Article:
OTTAWA, June 22, 2017 /CNW/ - Monday morning, residents of Tewegan Housing for Aboriginal Youth hosted a bannock and tea conversation with the United Nations Deputy High Commissioner for Human Rights Ms. Kate Gilmore. Sharing the unique life experiences faced daily by young Aboriginal women living in Ottawa, residents discussed the difficult issues of racism, discrimination, and human trafficking, and spoke of the supports and solutions needs to address them.
"Meeting with the Deputy High Commissioner was empowering and inspirational," said one of the residents after the visit. "She made us feel comfortable and safe to share our experiences and we are very honored that she started her day with us." Another resident spoke about recent issues related to identity, child welfare and provincial jurisdictional challenges, and added that "today, Kate reminded me that my voice as a mother and Indigenous woman matters, she made me realize that I am a human rights activist." Residents felt encouraged that their experiences would help inform human rights work at the international level.
"Conversations such as the one we had this morning are very encouraging and serve to highlight the realities our young women face in this community." stated Irene Goodwin, Executive Director of Tewegan. After a tour of Tewegan, Ms. Gilmore was presented with a gift of sage and shell on behalf of residents, staff, and Board of Directors of Tewegan to honour her visit.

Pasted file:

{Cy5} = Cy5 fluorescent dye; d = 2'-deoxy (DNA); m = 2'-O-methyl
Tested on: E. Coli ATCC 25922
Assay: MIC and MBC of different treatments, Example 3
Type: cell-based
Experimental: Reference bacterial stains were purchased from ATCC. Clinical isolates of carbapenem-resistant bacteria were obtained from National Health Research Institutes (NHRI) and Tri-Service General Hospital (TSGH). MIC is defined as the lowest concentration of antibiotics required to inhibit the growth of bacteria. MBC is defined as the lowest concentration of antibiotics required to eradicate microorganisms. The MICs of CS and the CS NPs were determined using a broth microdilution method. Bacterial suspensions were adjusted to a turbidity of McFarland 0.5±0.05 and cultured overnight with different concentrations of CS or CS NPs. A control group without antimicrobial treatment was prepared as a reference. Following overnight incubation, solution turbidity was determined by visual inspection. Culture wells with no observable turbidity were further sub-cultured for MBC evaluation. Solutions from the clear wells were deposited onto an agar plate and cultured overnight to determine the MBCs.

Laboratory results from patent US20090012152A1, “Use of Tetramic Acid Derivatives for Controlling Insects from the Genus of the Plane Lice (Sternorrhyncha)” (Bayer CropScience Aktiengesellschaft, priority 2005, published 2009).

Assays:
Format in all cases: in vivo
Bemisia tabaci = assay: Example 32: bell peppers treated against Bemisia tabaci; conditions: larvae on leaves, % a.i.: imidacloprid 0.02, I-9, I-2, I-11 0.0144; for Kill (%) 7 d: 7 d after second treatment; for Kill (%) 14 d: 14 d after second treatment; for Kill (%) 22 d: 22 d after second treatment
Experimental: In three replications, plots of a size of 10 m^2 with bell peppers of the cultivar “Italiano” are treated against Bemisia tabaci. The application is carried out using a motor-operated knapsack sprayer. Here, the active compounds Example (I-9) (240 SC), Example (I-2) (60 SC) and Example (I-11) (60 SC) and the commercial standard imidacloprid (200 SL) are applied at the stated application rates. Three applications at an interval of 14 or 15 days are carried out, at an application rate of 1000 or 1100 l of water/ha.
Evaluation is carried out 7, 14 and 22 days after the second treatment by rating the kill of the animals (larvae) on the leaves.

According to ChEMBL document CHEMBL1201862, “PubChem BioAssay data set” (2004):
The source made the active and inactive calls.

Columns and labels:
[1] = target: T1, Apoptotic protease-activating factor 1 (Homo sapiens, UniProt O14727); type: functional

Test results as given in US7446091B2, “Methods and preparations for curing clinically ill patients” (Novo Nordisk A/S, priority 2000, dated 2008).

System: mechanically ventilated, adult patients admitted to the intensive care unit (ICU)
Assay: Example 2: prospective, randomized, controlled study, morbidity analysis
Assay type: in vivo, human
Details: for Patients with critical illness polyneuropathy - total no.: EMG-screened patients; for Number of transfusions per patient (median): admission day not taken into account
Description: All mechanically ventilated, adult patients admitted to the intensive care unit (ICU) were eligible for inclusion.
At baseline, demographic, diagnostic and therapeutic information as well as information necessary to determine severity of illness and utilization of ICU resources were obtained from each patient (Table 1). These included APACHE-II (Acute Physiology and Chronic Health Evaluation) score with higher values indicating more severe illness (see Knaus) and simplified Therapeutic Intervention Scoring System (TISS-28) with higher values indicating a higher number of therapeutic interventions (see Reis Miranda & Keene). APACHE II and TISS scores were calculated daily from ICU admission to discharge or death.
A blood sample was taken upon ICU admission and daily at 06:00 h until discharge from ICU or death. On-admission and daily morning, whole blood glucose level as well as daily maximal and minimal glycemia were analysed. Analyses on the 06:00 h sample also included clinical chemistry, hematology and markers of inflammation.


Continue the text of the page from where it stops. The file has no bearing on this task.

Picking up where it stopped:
"The opportunity for young Aboriginal women to meet, to share, to have their voices heard, and to know that their individual rights are important resonated deeply today," said Kristine Neglia, President of Tewegan. "While there is still work to be done to address human rights for Aboriginal people in Canada, it's important to acknowledge the good work and support available within the Ottawa Aboriginal community." Residents of Tewegan spoke highly of several community service organizations including the Wabano Centre for Aboriginal Health and Minwaashin Lodge.
Tewegan Housing for Aboriginal Youth operates the only transition house in the Nation's Capital region for young First Nation, Inuit, and Métis women, ages 16 to 29 that are homeless or at risk of becoming homeless.
SOURCE Tewegan Housing for Aboriginal Women
For further information: Irene Goodwin, Executive Director, Tewegan Housing for Aboriginal Youth, 65 Harvey Street, Ottawa, ON., K1S 0A8, Tel: 613-233-0672, Email: email@example.com